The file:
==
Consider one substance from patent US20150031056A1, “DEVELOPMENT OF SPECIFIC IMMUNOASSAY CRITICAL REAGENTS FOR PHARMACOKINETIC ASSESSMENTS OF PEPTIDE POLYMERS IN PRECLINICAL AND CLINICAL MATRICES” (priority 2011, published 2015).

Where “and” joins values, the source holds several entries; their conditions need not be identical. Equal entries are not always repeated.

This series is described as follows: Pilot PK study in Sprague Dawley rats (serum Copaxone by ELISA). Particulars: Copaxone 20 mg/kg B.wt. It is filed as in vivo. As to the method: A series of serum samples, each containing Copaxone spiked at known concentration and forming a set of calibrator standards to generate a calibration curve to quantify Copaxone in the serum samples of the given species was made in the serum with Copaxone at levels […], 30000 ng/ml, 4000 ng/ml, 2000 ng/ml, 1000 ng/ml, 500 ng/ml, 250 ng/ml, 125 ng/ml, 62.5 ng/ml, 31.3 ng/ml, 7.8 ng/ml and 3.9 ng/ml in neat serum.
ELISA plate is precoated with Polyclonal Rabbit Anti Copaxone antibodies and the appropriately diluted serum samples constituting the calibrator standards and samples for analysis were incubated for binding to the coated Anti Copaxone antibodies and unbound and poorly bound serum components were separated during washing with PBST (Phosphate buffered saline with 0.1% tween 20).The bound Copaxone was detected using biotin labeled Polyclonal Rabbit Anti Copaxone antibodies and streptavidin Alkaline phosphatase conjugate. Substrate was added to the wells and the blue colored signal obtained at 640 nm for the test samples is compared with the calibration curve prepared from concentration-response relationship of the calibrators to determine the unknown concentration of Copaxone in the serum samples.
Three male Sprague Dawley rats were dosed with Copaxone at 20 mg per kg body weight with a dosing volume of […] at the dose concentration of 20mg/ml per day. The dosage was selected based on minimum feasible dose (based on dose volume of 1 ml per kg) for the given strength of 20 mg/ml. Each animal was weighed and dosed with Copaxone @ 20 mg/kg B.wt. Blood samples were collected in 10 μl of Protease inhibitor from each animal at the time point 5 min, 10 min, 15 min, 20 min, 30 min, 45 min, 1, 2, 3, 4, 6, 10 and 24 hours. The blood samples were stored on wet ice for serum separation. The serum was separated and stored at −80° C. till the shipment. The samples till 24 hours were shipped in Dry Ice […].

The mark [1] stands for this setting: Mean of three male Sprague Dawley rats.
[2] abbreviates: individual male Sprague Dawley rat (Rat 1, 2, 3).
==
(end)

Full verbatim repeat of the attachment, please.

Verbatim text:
Consider one substance from patent US20150031056A1, “DEVELOPMENT OF SPECIFIC IMMUNOASSAY CRITICAL REAGENTS FOR PHARMACOKINETIC ASSESSMENTS OF PEPTIDE POLYMERS IN PRECLINICAL AND CLINICAL MATRICES” (priority 2011, published 2015).

Where “and” joins values, the source holds several entries; their conditions need not be identical. Equal entries are not always repeated.

This series is described as follows: Pilot PK study in Sprague Dawley rats (serum Copaxone by ELISA). Particulars: Copaxone 20 mg/kg B.wt. It is filed as in vivo. As to the method: A series of serum samples, each containing Copaxone spiked at known concentration and forming a set of calibrator standards to generate a calibration curve to quantify Copaxone in the serum samples of the given species was made in the serum with Copaxone at levels […], 30000 ng/ml, 4000 ng/ml, 2000 ng/ml, 1000 ng/ml, 500 ng/ml, 250 ng/ml, 125 ng/ml, 62.5 ng/ml, 31.3 ng/ml, 7.8 ng/ml and 3.9 ng/ml in neat serum.
ELISA plate is precoated with Polyclonal Rabbit Anti Copaxone antibodies and the appropriately diluted serum samples constituting the calibrator standards and samples for analysis were incubated for binding to the coated Anti Copaxone antibodies and unbound and poorly bound serum components were separated during washing with PBST (Phosphate buffered saline with 0.1% tween 20).The bound Copaxone was detected using biotin labeled Polyclonal Rabbit Anti Copaxone antibodies and streptavidin Alkaline phosphatase conjugate. Substrate was added to the wells and the blue colored signal obtained at 640 nm for the test samples is compared with the calibration curve prepared from concentration-response relationship of the calibrators to determine the unknown concentration of Copaxone in the serum samples.
Three male Sprague Dawley rats were dosed with Copaxone at 20 mg per kg body weight with a dosing volume of […] at the dose concentration of 20mg/ml per day. The dosage was selected based on minimum feasible dose (based on dose volume of 1 ml per kg) for the given strength of 20 mg/ml. Each animal was weighed and dosed with Copaxone @ 20 mg/kg B.wt. Blood samples were collected in 10 μl of Protease inhibitor from each animal at the time point 5 min, 10 min, 15 min, 20 min, 30 min, 45 min, 1, 2, 3, 4, 6, 10 and 24 hours. The blood samples were stored on wet ice for serum separation. The serum was separated and stored at −80° C. till the shipment. The samples till 24 hours were shipped in Dry Ice […].

The mark [1] stands for this setting: Mean of three male Sprague Dawley rats.
[2] abbreviates: individual male Sprague Dawley rat (Rat 1, 2, 3).